I must admit to a misconception that has stuck with me for many years and was only recently cleared up.  As a college student I was taught that glass, after it cools, flows.  In other words, the misconception states that glass windows, lenses, and anything else made of glass will change shape because glass moves over time.  I was taught this by a physics professor and remember reading it in a textbook.  Given that I was told glass flows by both a professor and a textbook, I had no reason to doubt the validity of this statement.  Since I don't work with glass everyday in my job, I had no experience to debunk this claim.

Glass can flow at high temperatures, but at room temperatures it doesn't.  Here's a great source debunking the 'glass can flow' myth.

Does Glass Flow?

What about the claim that old window panes are thicker at the bottom and thinner at the top?  Is this true?  This can be true.  Older window panes were constructed such that one side was thicker than the other.  The glass was installed such that the thicker side was on the bottom.  It has nothing to do with the glass flowing over time.

I admit that I was shocked when I learned the truth of this myth.  Even the best of us get caught by misconceptions from time to time and I certainly wouldn't classify myself as being in the "best of us" group.

Wednesday, March 27, 2013

Barbie Birthday Cake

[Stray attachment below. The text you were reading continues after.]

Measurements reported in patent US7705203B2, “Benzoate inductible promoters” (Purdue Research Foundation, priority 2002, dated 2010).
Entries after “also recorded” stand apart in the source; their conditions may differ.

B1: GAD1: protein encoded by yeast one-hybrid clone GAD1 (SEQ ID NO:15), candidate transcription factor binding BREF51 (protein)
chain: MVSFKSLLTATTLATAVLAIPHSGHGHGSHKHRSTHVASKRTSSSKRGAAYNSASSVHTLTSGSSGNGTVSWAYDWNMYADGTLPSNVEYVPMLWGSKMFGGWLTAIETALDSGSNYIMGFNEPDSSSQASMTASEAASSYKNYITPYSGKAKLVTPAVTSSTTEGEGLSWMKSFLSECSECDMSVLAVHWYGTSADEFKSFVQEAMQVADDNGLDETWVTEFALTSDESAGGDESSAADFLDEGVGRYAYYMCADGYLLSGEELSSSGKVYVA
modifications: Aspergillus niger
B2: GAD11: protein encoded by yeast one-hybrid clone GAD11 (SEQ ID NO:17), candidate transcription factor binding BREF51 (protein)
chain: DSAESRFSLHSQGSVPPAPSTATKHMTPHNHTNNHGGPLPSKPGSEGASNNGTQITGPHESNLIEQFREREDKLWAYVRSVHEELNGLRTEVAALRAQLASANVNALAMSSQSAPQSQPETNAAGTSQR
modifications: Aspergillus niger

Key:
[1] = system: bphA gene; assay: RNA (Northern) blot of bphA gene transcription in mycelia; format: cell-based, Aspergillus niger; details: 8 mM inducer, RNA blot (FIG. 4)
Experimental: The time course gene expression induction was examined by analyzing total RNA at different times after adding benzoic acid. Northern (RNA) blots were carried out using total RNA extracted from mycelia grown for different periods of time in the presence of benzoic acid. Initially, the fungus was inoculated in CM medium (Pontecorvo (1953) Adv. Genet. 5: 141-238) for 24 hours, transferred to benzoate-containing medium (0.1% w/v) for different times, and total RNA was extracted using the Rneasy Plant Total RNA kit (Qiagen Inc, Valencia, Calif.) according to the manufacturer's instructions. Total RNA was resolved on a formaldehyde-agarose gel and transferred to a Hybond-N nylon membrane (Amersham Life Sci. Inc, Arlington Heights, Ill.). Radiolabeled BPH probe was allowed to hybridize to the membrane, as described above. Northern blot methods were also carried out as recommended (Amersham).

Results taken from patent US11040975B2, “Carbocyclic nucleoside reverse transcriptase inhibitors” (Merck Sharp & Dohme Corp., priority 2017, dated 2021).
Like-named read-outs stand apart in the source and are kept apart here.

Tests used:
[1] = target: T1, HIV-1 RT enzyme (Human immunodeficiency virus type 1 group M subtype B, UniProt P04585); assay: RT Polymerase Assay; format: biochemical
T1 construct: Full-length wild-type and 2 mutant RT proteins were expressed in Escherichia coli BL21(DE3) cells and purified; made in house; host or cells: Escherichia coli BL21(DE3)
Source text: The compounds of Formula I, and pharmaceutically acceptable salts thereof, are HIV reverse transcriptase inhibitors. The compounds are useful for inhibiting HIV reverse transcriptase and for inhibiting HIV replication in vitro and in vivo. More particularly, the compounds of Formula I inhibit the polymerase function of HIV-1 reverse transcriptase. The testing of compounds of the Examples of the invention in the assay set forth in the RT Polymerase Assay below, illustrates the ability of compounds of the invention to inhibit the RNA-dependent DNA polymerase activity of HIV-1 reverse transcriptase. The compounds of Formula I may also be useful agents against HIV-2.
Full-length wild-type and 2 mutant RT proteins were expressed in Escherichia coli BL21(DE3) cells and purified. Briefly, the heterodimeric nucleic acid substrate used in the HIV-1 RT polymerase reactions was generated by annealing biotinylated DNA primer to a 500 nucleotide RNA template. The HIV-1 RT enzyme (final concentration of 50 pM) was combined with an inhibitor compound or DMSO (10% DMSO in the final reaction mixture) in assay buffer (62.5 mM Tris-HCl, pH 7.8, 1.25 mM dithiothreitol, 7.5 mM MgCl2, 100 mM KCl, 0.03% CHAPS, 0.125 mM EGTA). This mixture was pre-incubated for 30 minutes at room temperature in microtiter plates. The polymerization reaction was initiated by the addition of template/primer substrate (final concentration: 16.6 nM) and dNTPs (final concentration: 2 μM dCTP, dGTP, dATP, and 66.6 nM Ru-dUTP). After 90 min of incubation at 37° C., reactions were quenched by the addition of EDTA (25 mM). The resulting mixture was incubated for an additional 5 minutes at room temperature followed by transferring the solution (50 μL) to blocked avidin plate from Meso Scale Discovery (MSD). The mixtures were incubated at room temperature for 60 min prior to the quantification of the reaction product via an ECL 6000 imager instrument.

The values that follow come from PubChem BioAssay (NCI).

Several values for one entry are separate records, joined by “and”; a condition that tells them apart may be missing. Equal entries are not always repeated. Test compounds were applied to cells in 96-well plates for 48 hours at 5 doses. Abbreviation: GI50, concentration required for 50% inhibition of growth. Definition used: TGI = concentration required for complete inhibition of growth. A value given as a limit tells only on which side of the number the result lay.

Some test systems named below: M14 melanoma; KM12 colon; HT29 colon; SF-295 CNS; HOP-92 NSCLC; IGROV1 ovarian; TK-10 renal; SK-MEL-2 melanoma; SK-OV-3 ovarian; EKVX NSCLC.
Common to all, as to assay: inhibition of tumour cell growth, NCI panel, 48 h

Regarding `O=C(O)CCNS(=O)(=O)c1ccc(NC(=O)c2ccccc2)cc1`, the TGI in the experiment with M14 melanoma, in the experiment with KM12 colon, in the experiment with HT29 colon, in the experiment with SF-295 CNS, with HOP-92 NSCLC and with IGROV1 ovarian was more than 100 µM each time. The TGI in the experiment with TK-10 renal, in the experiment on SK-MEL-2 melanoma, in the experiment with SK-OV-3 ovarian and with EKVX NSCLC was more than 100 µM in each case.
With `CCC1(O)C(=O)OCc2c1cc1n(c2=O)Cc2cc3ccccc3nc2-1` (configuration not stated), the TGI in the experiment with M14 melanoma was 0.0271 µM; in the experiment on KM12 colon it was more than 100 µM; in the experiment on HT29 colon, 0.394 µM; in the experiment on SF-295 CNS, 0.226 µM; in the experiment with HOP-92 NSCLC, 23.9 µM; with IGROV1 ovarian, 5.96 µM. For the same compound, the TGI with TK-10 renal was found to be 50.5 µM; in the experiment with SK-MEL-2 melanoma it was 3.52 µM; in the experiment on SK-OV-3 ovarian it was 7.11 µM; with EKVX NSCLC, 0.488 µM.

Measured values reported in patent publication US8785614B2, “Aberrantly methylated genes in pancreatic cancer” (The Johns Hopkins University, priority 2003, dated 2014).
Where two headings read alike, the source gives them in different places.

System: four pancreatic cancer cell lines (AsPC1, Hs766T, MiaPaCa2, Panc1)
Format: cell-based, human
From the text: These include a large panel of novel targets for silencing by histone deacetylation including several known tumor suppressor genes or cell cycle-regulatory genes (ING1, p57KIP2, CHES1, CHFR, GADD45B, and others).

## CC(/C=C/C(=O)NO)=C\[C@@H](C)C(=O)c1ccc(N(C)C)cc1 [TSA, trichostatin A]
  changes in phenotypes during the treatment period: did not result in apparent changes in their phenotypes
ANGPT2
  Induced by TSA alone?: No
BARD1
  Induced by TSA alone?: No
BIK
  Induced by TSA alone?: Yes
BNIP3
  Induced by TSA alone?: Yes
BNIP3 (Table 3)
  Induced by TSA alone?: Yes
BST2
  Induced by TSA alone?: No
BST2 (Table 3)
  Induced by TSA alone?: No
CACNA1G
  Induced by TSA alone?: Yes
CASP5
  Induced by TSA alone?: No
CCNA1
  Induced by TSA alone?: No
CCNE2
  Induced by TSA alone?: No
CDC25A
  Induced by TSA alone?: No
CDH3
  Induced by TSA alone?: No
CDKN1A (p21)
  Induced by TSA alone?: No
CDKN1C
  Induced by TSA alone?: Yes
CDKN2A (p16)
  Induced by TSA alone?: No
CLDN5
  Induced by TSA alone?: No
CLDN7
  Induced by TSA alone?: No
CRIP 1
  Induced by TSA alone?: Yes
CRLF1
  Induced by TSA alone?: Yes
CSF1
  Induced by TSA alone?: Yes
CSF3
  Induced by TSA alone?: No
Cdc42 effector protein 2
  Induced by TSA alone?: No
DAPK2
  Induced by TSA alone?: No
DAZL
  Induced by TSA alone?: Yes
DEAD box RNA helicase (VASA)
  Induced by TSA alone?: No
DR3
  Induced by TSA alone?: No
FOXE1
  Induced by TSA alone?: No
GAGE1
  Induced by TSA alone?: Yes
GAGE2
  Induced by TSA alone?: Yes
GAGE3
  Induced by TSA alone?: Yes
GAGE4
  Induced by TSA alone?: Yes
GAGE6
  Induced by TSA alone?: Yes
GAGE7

My oldest daughter recently turned 6 and for her birthday she wanted a Barbie bowling party.  That's right, not just a bowling party, but a Barbie bowling party!  She invited several friends from school and we all had a blast bowling, eating cake, and opening presents.  The cool thing is that there was science involved in preparing for the party.  My wife did a magnificent job, as always, making the birthday cake. Here it is.


This is an actual Barbie doll that is pushed into a cake (the bottom of the dress) and then my wife decorated the top half of Barbie to finish the dress.  Where is the science?  Well, Barbie has to remain standing and although the cake holds Barbie in place, the cake is soft and spongy, as cake should be, so Barbie had to be placed such that her center of mass was in the right place.  Otherwise Barbie would tipped over.  My daughter watched very intently as my wife placed Barbie in the cake.